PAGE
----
For some, getting arrested at a union protest is a badge of honor–something to make Uncle Saul proud.
In Sin City, union protesters engaged in “civil disobedience” by blocking the Vegas strip in order to protest failed negotiations earned their activist merit badges on Wednesday by getting themselves arrested.
It’s Friday, and here are your Union Briefs:
Tourists watched from an overpass across Las Vegas Boulevard as police led workers wearing red union shirts one-by-one into a white police bus.
Police arrested 98 protesters, according to Metro Police Capt. Todd Fasulo. The workers chanted, “If we don’t get no contract, you don’t get no peace,” as they waited to be taken away.
Close the NLRB for renovations… (Redux)
The House Committee on Education and the Workforce passed a bill today on a 23-15 vote to require the National Labor Relations Board to cease all activity until the question of whether it has a legal quorum to act is resolved by the Supreme Court.
According to a statement by the committee, the bill would require the NLRB “to cease all activity that requires a three member quorum. The bill also prohibits the board from enforcing any action taken after January 2012 or making any interagency appointments that require a quorum.”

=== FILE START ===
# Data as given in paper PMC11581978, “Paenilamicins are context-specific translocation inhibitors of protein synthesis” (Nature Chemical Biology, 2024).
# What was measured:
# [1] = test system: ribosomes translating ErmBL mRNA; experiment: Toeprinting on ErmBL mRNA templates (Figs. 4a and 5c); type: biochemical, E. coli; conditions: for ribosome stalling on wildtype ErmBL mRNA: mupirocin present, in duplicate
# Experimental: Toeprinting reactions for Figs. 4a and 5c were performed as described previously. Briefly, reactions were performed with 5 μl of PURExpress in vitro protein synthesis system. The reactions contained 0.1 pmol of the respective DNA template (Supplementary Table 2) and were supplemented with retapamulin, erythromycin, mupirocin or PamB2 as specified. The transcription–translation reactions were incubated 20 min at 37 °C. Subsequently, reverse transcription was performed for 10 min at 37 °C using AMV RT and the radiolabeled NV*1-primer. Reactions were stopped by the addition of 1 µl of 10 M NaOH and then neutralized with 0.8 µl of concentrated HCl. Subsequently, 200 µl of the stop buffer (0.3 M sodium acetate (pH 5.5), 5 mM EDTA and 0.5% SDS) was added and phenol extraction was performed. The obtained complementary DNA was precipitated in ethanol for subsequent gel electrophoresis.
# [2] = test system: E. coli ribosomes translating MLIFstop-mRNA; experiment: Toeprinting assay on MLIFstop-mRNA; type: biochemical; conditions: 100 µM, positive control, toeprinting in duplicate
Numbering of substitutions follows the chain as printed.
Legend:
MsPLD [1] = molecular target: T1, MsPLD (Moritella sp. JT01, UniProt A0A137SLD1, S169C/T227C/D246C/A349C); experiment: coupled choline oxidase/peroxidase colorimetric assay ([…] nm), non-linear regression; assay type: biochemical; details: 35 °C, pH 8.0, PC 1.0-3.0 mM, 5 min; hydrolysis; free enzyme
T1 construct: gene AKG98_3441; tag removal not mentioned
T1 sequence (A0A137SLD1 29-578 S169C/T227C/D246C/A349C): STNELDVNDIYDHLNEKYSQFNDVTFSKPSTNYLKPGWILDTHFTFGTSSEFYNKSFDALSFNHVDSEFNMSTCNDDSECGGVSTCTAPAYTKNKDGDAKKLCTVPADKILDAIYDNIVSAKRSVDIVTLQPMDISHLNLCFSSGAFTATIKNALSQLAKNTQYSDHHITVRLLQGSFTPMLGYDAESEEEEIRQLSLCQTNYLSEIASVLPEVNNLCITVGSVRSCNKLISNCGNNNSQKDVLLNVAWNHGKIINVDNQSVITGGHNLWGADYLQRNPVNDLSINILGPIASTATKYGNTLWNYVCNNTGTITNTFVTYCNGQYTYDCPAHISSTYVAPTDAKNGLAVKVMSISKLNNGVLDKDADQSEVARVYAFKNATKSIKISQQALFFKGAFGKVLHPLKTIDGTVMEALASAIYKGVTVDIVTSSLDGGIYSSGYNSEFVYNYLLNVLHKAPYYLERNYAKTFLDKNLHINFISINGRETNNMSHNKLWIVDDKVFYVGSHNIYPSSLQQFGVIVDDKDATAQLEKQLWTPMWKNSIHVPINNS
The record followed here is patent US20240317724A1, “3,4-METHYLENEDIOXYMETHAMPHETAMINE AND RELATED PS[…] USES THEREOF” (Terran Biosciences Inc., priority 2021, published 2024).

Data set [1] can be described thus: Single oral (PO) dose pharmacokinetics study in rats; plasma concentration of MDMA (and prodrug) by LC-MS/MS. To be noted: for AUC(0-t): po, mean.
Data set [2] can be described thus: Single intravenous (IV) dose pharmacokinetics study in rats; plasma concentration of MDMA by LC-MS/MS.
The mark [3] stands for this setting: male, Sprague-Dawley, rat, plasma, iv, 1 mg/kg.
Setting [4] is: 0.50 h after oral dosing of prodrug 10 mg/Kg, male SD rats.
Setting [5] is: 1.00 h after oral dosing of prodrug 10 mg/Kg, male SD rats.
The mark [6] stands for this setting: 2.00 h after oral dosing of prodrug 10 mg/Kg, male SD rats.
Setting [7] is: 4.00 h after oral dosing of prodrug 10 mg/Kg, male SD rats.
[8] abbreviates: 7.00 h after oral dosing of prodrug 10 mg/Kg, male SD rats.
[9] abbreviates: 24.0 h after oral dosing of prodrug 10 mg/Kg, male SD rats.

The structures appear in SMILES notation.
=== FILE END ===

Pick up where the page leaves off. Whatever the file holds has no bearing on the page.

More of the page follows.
For the children…?
Chicago Mayor Rahm Emanuel’s office indicated Thursday he plans to close 54 elementary schools in poor, predominantly black neighborhoods because Chicago public schools face a $1 billion shortfall.
According to the Associated Press, “many of the schools identified for closure are in high-crime areas where gang violence contributed to a marked increase in Chicago’s homicide rate last year.” These schools are in “overwhelmingly black and in low-income neighborhoods.”
Ann Arbor Public Schools teachers will continue voting Thursday on whether to give up 3 percent of their pay to help the district reduce its budget by $17 million to $20 million for the 2013-14 academic year.
Voting began Wednesday on a tentative agreement between the union and district administration.
Not good enough…!
AT&T said it was unfortunate that the very fair and reasonable contract was not ratified; it included annual wage and pension increases and would have preserved excellent middle class careers. The contract would have covered more than 17,000 employees in California and Nevada.
What does a German-style labor board even look like in the United States? Labor organizations in the United States are very different from those in Germany. So, how do officials reconcile those differences?
Why would Volkswagen executives want to team up with the UAW, whose membership has struggled in recent years? Isn’t one of the benefits of locating in the South that company leaders can generally avoid union organization?
If the plant does create some sort of hybrid labor organization, will that hinder the potential for local expansion or access to state incentives?
These have been your Union Briefs for Friday, March 22nd.
Best wishes for a great week’s end.
“Truth isn’t mean. It’s truth.”
Andrew Breitbart (1969-2012)
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